Technology is driving the trend towards “jobs in the cloud.” Over the past few years, a host of fast-growing firms such as Elance, oDesk and LiveOps have begun to take advantage of ubiquitous fast internet connections and cheap, plentiful web-based computing power. Although numerous online exchanges still act primarily as brokers between employers in rich countries and workers in poorer ones, the number of rich-world freelancers is growing. At oDesk, the number of freelancers registered with the firm in America has risen from 28,000 at the end of 2008 to 247,000 at the end of April. Moreover, the range of work available on “e-lancing” sites is starting to encompass more complex and better-paid tasks.


Click Here to View Full Article
to the top


Entrepreneur or Unemployed?
New York Times, June 1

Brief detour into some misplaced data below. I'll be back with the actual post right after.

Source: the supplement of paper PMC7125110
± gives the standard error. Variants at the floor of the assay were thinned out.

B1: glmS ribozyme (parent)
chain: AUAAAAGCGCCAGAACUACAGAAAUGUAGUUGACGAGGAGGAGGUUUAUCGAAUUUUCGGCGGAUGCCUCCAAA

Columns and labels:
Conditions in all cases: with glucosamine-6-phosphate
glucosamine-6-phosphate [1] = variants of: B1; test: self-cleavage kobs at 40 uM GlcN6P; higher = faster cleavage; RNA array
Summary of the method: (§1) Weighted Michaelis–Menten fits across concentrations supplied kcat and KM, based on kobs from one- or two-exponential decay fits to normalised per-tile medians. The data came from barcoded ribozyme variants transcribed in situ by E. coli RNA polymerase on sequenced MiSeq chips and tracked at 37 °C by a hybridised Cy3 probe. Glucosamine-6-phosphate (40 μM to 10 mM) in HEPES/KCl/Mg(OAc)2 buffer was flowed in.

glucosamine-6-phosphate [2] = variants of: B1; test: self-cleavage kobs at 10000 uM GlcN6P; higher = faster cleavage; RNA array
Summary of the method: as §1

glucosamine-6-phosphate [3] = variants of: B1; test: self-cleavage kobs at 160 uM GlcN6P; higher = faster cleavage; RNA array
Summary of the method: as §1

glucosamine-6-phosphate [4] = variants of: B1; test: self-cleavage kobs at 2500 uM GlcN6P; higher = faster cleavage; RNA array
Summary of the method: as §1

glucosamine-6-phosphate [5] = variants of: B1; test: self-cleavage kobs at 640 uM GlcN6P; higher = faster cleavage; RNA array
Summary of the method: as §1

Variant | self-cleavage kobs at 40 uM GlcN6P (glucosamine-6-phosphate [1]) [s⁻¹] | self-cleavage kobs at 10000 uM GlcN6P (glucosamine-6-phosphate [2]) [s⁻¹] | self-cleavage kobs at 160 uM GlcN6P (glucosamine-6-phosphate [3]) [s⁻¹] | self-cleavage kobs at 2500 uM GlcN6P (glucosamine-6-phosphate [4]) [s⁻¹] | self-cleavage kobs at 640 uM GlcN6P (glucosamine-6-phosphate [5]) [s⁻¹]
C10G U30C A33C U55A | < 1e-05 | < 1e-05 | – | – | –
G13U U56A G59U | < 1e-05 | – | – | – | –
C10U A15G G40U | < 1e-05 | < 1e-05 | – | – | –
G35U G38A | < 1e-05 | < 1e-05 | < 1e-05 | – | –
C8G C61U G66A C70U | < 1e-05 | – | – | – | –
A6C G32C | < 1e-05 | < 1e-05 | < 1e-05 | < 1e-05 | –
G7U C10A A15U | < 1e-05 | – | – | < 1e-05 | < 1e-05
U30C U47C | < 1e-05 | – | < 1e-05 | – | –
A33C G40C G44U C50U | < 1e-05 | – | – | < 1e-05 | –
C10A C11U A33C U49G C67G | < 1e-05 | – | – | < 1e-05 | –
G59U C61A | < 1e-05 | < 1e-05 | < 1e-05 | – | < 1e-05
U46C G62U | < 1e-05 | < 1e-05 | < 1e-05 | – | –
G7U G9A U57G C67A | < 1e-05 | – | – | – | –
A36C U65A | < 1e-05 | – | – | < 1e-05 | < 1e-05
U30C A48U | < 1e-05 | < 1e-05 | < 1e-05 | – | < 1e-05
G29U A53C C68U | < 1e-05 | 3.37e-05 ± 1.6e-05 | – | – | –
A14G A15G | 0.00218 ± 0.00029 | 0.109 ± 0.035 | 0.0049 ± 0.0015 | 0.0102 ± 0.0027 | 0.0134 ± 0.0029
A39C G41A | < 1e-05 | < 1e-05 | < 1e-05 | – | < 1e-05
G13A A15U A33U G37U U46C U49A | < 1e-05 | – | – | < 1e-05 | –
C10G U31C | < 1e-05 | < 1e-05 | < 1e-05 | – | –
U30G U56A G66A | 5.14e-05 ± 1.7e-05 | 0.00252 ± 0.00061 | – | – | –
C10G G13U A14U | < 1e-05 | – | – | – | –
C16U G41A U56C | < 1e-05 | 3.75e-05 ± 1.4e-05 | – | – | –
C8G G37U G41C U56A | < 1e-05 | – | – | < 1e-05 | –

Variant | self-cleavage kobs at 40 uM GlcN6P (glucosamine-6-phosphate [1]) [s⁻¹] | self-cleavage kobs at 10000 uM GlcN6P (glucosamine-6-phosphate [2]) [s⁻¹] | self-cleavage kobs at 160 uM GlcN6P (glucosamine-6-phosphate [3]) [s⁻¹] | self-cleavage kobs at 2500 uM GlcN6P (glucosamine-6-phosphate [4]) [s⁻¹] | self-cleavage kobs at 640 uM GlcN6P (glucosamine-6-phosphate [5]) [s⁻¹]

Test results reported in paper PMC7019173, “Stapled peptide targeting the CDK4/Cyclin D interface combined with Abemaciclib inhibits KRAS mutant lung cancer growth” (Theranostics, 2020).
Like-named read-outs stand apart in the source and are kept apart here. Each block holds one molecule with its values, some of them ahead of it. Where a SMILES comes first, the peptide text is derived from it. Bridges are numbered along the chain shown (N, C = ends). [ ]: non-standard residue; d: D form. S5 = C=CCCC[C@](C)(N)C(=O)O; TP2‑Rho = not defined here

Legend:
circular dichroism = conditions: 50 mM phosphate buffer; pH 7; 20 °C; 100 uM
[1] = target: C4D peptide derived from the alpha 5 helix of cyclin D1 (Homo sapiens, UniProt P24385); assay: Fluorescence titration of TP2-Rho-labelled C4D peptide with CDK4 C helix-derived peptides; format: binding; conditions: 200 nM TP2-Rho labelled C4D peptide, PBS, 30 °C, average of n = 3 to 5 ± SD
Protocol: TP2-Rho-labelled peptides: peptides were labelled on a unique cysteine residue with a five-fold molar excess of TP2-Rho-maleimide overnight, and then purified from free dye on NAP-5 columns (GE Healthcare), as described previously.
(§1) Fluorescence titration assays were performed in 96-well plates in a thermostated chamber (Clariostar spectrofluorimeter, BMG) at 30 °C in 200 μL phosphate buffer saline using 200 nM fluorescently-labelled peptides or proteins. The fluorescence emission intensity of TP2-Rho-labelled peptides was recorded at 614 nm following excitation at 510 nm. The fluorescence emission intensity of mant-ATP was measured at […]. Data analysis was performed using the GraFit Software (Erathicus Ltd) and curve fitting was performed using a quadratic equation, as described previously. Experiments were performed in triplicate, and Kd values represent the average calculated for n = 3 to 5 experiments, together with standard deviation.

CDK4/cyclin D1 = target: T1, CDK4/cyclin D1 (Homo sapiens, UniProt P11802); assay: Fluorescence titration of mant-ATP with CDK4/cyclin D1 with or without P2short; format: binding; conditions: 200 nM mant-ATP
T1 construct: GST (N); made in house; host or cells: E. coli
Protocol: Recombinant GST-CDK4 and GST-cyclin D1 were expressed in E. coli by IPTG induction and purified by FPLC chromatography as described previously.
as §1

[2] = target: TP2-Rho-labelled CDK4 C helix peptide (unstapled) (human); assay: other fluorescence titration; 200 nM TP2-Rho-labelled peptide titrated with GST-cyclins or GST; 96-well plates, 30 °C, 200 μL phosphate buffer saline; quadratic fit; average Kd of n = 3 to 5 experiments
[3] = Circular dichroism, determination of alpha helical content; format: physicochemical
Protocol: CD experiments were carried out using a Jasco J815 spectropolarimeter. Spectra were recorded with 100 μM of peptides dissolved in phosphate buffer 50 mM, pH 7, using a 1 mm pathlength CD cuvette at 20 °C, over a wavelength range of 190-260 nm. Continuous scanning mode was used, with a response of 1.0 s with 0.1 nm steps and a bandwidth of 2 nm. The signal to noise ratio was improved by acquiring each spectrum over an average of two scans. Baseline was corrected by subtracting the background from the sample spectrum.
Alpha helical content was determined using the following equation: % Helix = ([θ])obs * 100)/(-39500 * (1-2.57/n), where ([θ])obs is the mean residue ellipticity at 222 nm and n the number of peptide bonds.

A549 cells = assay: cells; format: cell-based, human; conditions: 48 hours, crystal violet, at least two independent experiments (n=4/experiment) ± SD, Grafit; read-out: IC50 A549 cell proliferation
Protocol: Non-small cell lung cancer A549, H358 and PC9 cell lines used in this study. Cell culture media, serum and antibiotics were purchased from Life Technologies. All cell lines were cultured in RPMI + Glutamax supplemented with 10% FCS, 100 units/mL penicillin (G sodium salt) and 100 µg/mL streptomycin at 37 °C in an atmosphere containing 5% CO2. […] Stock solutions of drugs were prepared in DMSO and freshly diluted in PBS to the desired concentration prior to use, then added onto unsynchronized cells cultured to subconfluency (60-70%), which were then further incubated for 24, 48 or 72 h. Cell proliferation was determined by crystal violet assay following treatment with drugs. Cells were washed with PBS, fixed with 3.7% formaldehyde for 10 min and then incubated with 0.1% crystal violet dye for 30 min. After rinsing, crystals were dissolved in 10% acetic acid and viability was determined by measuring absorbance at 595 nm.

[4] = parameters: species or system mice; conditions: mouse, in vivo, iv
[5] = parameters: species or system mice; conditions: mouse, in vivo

Robert B. Reich, a professor of public policy at the University of California at Berkeley, reconciles the high rates of entrepreneurship in the U.S. economy with the concurrent high rates of unemployment. In 2009, the Kauffman Foundation reported that business startups reached their highest level in 14 years, exceeding the number of startups even during the peak of the 1999-2000 technology boom. As Reich explains, however, the current wave of entrepreneurship is driven more by circumstance rather than choice; many of these entrepreneurs are between the ages of 35 and 44, and a growing number are between 55 and 64. More interestingly, even demographic groups that historically have lower rates of entrepreneurship are now reporting spikes in entrepreneurial activity.